January 15, 2020
Dear Mr. Eichelmann,
Congratulations and good luck on your new role as Chairman of the Supervisory Board. We published our first article on Wirecard’s merchant cash advance (MCA) program a few days before you joined the Wirecard Board, and we hope, under your captaincy, we can finally put our concerns to rest.
We write today to highlight that Wirecard Brazil’s recently filed audited financials for 2018 show no merchant cash advance lending in Brazil in 2018. This corroborates a UBS report from September stating that Wirecard cannot lend in Brazil without an acquiring license, and it corroborates our earlier work indicating that any lending in Brazil was tiny.
As we have shown before, at least three members of the management board have directly and repeatedly misled investors about €400M of lending. We believe that it is now incumbent on you to suspend the management board until these assets can be traced, and appropriately disclosed to investors.
We are providing a summary for you and KPMG to review as you continue your investigation.
We started publishing via our website, www.mca-mathematik.com in June last year as our research concluded that Wirecard’s Management Board was misleading investors about the scale and scope of the new Merchant Cash Advance (MCA) product. This was of such magnitude that we felt it was important to share with the wider investment community.
Analysts were in May 2019 that Wirecard was lending €400M “mainly in Brazil”. By June, perhaps realising the absurdity of the comment, Wirecard management amended its statement, then claiming 1/3 of the €400M merchant cash lending portfolio was to individual merchants in Brazil and Turkey. We believed this to be false based on the size of Wirecard’s businesses in Brazil and Turkey. Our research findings were later strengthened by Wirecard’s monthly balance sheet submissions to the Brazilian Central Bank and audited financials in Turkey. The lack of lending in Brazil was also highlighted given Wirecard Brazil did not have the necessary acquiring license, so could not lend from its balance sheet. This has been verified by UBS, who published on this issue on the 24th of September, stating:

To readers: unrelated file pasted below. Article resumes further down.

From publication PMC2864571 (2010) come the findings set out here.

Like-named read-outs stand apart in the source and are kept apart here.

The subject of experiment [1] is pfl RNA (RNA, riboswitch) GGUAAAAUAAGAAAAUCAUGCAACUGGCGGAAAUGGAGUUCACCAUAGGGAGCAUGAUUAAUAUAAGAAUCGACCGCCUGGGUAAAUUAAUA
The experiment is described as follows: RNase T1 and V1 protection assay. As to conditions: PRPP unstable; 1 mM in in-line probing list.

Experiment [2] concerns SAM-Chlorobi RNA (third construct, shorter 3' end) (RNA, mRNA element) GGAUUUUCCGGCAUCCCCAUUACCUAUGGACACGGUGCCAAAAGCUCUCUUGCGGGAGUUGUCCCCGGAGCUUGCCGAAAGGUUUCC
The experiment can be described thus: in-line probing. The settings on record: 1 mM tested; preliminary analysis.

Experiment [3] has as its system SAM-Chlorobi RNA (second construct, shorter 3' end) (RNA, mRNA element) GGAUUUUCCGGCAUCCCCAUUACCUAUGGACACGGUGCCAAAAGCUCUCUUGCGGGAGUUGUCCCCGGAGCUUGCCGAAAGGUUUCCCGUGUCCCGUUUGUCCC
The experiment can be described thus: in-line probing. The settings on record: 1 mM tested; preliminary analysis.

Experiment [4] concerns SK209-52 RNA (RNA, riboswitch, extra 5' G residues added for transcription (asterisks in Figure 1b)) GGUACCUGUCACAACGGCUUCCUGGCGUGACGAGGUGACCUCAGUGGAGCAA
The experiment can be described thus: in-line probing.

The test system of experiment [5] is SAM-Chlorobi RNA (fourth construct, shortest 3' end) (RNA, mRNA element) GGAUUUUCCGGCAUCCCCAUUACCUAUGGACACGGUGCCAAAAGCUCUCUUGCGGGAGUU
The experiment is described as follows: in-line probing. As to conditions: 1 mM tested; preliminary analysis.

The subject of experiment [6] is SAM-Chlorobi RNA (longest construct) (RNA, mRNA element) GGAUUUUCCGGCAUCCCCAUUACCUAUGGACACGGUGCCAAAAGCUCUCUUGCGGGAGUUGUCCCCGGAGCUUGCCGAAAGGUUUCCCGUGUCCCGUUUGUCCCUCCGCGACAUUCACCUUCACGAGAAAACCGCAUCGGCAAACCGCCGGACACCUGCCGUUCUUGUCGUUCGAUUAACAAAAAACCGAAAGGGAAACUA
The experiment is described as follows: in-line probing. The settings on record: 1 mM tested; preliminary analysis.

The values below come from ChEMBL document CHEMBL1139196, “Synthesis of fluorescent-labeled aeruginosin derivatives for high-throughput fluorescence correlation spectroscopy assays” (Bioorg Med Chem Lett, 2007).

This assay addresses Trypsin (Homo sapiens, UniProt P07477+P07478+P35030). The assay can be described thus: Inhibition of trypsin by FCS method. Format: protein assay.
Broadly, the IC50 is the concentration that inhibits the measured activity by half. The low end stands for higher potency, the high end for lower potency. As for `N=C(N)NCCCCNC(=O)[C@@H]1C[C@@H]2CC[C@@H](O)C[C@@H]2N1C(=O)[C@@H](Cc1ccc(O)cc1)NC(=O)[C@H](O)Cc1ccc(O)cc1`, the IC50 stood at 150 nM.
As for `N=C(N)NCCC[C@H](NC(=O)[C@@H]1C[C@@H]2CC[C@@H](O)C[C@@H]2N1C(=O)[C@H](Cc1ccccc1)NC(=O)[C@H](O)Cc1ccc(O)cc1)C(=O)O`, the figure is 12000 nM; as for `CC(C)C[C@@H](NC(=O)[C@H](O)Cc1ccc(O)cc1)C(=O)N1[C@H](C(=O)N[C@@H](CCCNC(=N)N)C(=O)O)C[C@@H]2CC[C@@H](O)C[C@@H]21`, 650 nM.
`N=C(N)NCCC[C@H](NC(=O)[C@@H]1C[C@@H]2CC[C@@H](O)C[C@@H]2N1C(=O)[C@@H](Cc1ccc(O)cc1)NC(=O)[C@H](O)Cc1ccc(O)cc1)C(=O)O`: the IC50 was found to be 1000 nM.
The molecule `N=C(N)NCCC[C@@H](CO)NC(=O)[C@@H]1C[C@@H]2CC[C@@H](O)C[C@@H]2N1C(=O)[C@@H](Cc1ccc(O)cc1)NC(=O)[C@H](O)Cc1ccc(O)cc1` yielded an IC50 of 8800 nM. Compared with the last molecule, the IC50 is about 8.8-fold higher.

Additionally, we understand that Wirecard’s Brazilian has been operating as a sub-acquirer, and therefore cannot directly facilitate MCA, meaning exposure has to sit on the books of the BIN sponsor already.
We have legal advice that non-bank lending as described by Wirecard is also illegal in Turkey.
Today we confirm this point as Wirecard Brazil has finally filed its audited accounts for 2018. The financials show:
As of 31 December 2019, the outstanding balance in the Wirecard Brazil FIDC (Wirecard’s regulated receivables fund) was R$32.3M. This translates to about €7.2M. In fact, this number has been fairly consistent for months. In 2018, when Wirecard first claimed to be pre-funding receivables in Brazil, this facility had not been set up. It does now exist, but lending volumes are very small.
Source: Wirecard Brazil FIDC can be tracked or via the Bloomberg ticker WIREDJR BZ.
Data from Wirecard’s monthly accounting filings at the Brazilian central bank confirms the FDIC balances; only a small amount of MCA is occurring in Brazil. The delta between receivables + deposits & payables has remained at a low level, <€11M for each month of 2019 up until October, confirming it is not possible that the business is lending more than €11M, closely corresponding to the FIDC amount above. The full accounts can be downloaded here.
We have written several letters to the Wirecard Supervisory board highlighting our concerns and have called for the management board to be suspended to protect shareholder assets. Wirecard’s own filings confirm that management’s statements in 2018 and throughout 2019 about MCA were, and remain, false. KPMG and the Supervisory Board will easily see that in the accounts. But we reiterate our earlier question, “why are they misleading investors about MCA lending?” Our answer to this remains consistent: to hide something.
We believe Wirecard management are concealing a substantial overstatement of profits at CardSystems Middle East, Wirecard’s un-audited Dubai subsidiary, whose client transactions bear hallmarks of being fake/fraudulent. These dubious “clients” have contributed 58% of Wirecard AG profits in 2018.
We are confident KPMG will not find evidence of the money supposedly directly lent as MCA to merchants in Brazil or Turkey. In turn it seems unlikely that they will find evidence supporting the unaudited profits supposedly generated in Dubai.
|Wirecard Brazil (€M)||Our|
|Company Reported MCA||400||400|
|Brazil % Estimate||40%|
|Brazil MCA Estimate||160||160|
|Monthly Credit Volume||37.2||37.2|
|Calculated MCA Balance||18.6||18.6|